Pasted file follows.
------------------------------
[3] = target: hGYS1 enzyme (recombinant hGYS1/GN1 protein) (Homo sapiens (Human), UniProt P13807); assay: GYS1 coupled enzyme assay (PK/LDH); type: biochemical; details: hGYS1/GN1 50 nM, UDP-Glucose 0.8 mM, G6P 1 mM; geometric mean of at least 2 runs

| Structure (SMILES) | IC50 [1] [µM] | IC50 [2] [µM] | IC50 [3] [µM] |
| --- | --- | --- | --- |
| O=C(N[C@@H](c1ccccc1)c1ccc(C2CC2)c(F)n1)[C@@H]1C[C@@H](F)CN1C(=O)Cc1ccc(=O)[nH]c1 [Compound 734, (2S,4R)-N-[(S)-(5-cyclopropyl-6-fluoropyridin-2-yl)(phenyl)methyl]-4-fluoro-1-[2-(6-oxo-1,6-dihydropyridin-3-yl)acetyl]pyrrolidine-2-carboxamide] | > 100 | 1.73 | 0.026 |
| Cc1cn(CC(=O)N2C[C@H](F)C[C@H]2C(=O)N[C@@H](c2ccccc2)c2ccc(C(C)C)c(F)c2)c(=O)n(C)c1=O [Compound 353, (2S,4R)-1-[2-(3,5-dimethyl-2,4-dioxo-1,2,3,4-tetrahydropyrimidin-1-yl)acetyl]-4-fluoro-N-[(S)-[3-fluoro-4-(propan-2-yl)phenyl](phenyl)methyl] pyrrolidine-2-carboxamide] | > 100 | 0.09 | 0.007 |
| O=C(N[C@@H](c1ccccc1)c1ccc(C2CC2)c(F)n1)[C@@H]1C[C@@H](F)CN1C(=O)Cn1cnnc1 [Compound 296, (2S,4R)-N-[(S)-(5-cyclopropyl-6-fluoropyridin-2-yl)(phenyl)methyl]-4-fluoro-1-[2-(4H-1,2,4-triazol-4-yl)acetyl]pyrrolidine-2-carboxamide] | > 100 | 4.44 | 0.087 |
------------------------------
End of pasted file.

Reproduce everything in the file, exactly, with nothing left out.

[3] = target: hGYS1 enzyme (recombinant hGYS1/GN1 protein) (Homo sapiens (Human), UniProt P13807); assay: GYS1 coupled enzyme assay (PK/LDH); type: biochemical; details: hGYS1/GN1 50 nM, UDP-Glucose 0.8 mM, G6P 1 mM; geometric mean of at least 2 runs

| Structure (SMILES) | IC50 [1] [µM] | IC50 [2] [µM] | IC50 [3] [µM] |
| --- | --- | --- | --- |
| O=C(N[C@@H](c1ccccc1)c1ccc(C2CC2)c(F)n1)[C@@H]1C[C@@H](F)CN1C(=O)Cc1ccc(=O)[nH]c1 [Compound 734, (2S,4R)-N-[(S)-(5-cyclopropyl-6-fluoropyridin-2-yl)(phenyl)methyl]-4-fluoro-1-[2-(6-oxo-1,6-dihydropyridin-3-yl)acetyl]pyrrolidine-2-carboxamide] | > 100 | 1.73 | 0.026 |
| Cc1cn(CC(=O)N2C[C@H](F)C[C@H]2C(=O)N[C@@H](c2ccccc2)c2ccc(C(C)C)c(F)c2)c(=O)n(C)c1=O [Compound 353, (2S,4R)-1-[2-(3,5-dimethyl-2,4-dioxo-1,2,3,4-tetrahydropyrimidin-1-yl)acetyl]-4-fluoro-N-[(S)-[3-fluoro-4-(propan-2-yl)phenyl](phenyl)methyl] pyrrolidine-2-carboxamide] | > 100 | 0.09 | 0.007 |
| O=C(N[C@@H](c1ccccc1)c1ccc(C2CC2)c(F)n1)[C@@H]1C[C@@H](F)CN1C(=O)Cn1cnnc1 [Compound 296, (2S,4R)-N-[(S)-(5-cyclopropyl-6-fluoropyridin-2-yl)(phenyl)methyl]-4-fluoro-1-[2-(4H-1,2,4-triazol-4-yl)acetyl]pyrrolidine-2-carboxamide] | > 100 | 4.44 | 0.087 |